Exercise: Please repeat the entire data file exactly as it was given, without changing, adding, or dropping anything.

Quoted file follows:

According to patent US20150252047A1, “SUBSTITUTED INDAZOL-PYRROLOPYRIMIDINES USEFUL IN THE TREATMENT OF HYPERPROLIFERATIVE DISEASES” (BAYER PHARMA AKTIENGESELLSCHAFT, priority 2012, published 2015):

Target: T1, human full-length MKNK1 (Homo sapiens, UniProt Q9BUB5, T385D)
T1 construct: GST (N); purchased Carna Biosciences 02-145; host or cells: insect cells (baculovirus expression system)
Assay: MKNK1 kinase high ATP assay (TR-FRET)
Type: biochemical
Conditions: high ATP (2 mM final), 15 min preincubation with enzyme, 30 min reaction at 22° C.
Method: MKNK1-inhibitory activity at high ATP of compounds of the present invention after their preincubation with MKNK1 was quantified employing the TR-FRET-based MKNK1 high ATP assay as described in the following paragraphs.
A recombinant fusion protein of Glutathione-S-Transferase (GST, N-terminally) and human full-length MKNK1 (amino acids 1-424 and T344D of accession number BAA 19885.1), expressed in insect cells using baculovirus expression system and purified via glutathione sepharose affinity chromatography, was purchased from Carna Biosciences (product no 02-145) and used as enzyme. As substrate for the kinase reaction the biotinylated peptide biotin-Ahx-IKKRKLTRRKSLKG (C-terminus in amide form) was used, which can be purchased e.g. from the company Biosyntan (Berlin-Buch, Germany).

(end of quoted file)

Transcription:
According to patent US20150252047A1, “SUBSTITUTED INDAZOL-PYRROLOPYRIMIDINES USEFUL IN THE TREATMENT OF HYPERPROLIFERATIVE DISEASES” (BAYER PHARMA AKTIENGESELLSCHAFT, priority 2012, published 2015):

Target: T1, human full-length MKNK1 (Homo sapiens, UniProt Q9BUB5, T385D)
T1 construct: GST (N); purchased Carna Biosciences 02-145; host or cells: insect cells (baculovirus expression system)
Assay: MKNK1 kinase high ATP assay (TR-FRET)
Type: biochemical
Conditions: high ATP (2 mM final), 15 min preincubation with enzyme, 30 min reaction at 22° C.
Method: MKNK1-inhibitory activity at high ATP of compounds of the present invention after their preincubation with MKNK1 was quantified employing the TR-FRET-based MKNK1 high ATP assay as described in the following paragraphs.
A recombinant fusion protein of Glutathione-S-Transferase (GST, N-terminally) and human full-length MKNK1 (amino acids 1-424 and T344D of accession number BAA 19885.1), expressed in insect cells using baculovirus expression system and purified via glutathione sepharose affinity chromatography, was purchased from Carna Biosciences (product no 02-145) and used as enzyme. As substrate for the kinase reaction the biotinylated peptide biotin-Ahx-IKKRKLTRRKSLKG (C-terminus in amide form) was used, which can be purchased e.g. from the company Biosyntan (Berlin-Buch, Germany).